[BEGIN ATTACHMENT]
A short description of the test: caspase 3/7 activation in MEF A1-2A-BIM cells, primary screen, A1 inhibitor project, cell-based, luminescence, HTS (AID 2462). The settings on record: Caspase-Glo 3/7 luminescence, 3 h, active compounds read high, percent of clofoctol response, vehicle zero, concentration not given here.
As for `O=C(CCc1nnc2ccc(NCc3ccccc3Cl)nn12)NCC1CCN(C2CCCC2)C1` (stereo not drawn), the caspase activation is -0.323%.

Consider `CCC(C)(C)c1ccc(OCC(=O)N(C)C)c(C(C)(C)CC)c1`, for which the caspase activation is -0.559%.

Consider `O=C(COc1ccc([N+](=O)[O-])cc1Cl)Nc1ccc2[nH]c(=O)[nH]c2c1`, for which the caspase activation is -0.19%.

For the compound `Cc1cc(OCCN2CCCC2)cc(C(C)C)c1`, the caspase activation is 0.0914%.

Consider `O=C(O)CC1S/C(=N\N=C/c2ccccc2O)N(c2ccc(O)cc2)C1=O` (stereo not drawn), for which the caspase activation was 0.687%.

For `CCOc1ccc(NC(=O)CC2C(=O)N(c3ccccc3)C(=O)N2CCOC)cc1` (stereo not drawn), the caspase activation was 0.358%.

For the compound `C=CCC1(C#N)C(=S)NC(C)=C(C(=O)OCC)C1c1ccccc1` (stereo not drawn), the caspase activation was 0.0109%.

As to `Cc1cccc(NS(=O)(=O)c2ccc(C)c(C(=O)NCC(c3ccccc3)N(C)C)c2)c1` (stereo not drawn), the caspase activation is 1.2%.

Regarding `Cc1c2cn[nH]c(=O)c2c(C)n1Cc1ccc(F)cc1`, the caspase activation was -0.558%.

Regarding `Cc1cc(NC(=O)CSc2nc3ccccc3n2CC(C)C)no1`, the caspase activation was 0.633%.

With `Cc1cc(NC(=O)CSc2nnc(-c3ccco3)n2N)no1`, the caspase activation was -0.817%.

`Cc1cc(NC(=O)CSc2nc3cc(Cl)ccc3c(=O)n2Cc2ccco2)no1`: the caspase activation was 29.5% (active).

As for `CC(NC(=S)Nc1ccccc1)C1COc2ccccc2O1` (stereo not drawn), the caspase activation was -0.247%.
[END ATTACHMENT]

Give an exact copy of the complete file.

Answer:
A short description of the test: caspase 3/7 activation in MEF A1-2A-BIM cells, primary screen, A1 inhibitor project, cell-based, luminescence, HTS (AID 2462). The settings on record: Caspase-Glo 3/7 luminescence, 3 h, active compounds read high, percent of clofoctol response, vehicle zero, concentration not given here.
As for `O=C(CCc1nnc2ccc(NCc3ccccc3Cl)nn12)NCC1CCN(C2CCCC2)C1` (stereo not drawn), the caspase activation is -0.323%.

Consider `CCC(C)(C)c1ccc(OCC(=O)N(C)C)c(C(C)(C)CC)c1`, for which the caspase activation is -0.559%.

Consider `O=C(COc1ccc([N+](=O)[O-])cc1Cl)Nc1ccc2[nH]c(=O)[nH]c2c1`, for which the caspase activation is -0.19%.

For the compound `Cc1cc(OCCN2CCCC2)cc(C(C)C)c1`, the caspase activation is 0.0914%.

Consider `O=C(O)CC1S/C(=N\N=C/c2ccccc2O)N(c2ccc(O)cc2)C1=O` (stereo not drawn), for which the caspase activation was 0.687%.

For `CCOc1ccc(NC(=O)CC2C(=O)N(c3ccccc3)C(=O)N2CCOC)cc1` (stereo not drawn), the caspase activation was 0.358%.

For the compound `C=CCC1(C#N)C(=S)NC(C)=C(C(=O)OCC)C1c1ccccc1` (stereo not drawn), the caspase activation was 0.0109%.

As to `Cc1cccc(NS(=O)(=O)c2ccc(C)c(C(=O)NCC(c3ccccc3)N(C)C)c2)c1` (stereo not drawn), the caspase activation is 1.2%.

Regarding `Cc1c2cn[nH]c(=O)c2c(C)n1Cc1ccc(F)cc1`, the caspase activation was -0.558%.

Regarding `Cc1cc(NC(=O)CSc2nc3ccccc3n2CC(C)C)no1`, the caspase activation was 0.633%.

With `Cc1cc(NC(=O)CSc2nnc(-c3ccco3)n2N)no1`, the caspase activation was -0.817%.

`Cc1cc(NC(=O)CSc2nc3cc(Cl)ccc3c(=O)n2Cc2ccco2)no1`: the caspase activation was 29.5% (active).

As for `CC(NC(=S)Nc1ccccc1)C1COc2ccccc2O1` (stereo not drawn), the caspase activation was -0.247%.